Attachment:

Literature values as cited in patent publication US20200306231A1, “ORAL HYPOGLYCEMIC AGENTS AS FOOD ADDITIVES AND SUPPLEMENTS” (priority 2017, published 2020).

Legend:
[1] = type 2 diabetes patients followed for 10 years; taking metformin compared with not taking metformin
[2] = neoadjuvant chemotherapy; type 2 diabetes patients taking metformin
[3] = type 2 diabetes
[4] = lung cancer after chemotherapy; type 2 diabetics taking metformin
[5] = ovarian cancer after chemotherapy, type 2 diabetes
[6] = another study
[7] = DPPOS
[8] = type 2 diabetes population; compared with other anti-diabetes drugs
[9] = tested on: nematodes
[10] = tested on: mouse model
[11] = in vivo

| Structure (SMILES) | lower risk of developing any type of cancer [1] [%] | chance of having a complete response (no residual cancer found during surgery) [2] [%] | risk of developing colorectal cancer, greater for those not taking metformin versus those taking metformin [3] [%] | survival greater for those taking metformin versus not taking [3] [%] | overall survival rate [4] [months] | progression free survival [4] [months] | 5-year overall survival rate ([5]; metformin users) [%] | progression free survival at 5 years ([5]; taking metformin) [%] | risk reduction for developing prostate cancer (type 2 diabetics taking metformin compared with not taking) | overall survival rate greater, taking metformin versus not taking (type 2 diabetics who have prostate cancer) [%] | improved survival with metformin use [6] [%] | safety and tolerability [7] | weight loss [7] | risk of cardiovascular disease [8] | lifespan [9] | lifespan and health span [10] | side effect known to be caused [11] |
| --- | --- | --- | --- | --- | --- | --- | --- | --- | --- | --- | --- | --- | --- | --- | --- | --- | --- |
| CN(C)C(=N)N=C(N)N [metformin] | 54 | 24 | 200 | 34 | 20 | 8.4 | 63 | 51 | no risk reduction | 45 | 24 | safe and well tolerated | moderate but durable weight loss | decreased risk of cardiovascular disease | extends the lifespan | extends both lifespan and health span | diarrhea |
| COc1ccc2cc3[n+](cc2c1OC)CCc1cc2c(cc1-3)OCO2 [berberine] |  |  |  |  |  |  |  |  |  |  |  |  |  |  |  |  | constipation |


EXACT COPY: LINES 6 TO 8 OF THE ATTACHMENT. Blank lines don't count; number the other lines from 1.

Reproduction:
[4] = lung cancer after chemotherapy; type 2 diabetics taking metformin
[5] = ovarian cancer after chemotherapy, type 2 diabetes
[6] = another study